Elephi tries to nap but cannot. He tries to think of a way to get out of the apartment so he can get inside the car and purr to it. He ends up emptying a package of cigarettes and putting claw holes in all of them. The Cuckoos smoked too much anyways. He performed his usual chores which included rearranging some dinner table items onto the floor. Mrs. Cuckoo begins to wonder if Elephi doesn't need a companion. Elephi did not sleep well that night. The snow never stopped and the wind "wailed and whistled and yelped and whinnied. It rattled the windowpanes and it bent the Presbyterian trees. There were cars stalled everywhere."
    The snow finally stopped at noon the next day. Nobody came to dig Whitey out. People laughed at him. Mrs. Cuckoo said that car would probably end up at the car pound. Elephi thought it was like the dog pound, then really worried. Several days passed and still no one came. But an idea begins to form in his head, and that idea is to bring the car up the back elevator and into the Cuckoo's back door. He formulates a plan when he notices the tag on a box that came for the Cuckoos. It says DO NOT OPEN UNTIL CHRISTMAS. He steals the tag and manages to get out the door, down the steps and outside, where he runs to assist Whitey. And here the mischief really begins!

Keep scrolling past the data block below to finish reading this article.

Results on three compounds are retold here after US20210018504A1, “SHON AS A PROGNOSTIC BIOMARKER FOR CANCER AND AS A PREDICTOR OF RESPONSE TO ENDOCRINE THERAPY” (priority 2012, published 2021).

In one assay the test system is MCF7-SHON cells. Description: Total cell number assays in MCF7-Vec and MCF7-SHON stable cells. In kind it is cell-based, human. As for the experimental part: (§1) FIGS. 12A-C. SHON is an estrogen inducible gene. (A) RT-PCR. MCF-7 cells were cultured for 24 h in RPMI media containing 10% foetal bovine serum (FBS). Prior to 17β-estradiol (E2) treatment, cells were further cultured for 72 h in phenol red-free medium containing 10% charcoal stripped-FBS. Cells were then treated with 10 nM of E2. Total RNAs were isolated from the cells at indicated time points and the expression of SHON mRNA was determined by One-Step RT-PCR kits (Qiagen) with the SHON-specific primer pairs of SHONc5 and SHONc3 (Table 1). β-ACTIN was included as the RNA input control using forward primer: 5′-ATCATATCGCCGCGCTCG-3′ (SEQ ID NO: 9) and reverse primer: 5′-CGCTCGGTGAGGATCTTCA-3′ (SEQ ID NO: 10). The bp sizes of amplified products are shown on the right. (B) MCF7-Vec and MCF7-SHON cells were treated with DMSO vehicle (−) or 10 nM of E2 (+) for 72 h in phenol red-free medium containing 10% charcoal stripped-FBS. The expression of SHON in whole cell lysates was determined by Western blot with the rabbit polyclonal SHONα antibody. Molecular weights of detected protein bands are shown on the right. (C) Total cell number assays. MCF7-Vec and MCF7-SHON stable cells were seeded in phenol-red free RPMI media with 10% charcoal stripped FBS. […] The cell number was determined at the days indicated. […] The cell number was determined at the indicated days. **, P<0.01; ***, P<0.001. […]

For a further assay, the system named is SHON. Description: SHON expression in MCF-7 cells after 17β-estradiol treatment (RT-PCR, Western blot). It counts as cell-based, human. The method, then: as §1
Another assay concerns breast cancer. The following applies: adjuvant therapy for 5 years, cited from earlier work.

This is such an adorable little tale, and though certainly unbelievable, as one reviewer above points out, it allows us to see the world through a cat's eyes, and for those of us who are owned by cats, much of that is true. Highly recommended for fun reading, or to read to the children, grandchildren and elderly shut-ins in need of a laugh.
    If you or your children love cat stories, I suggest another great one geared toward young folk, but enjoyed by adults, too. It is one of my favorite stories, and takes place in Ancient Egypt, where cats were revered as holy. This one is better for youngsters a bit older than the Elephi crowd.
The Cat of Bubastes: A Tale of Ancient Egypt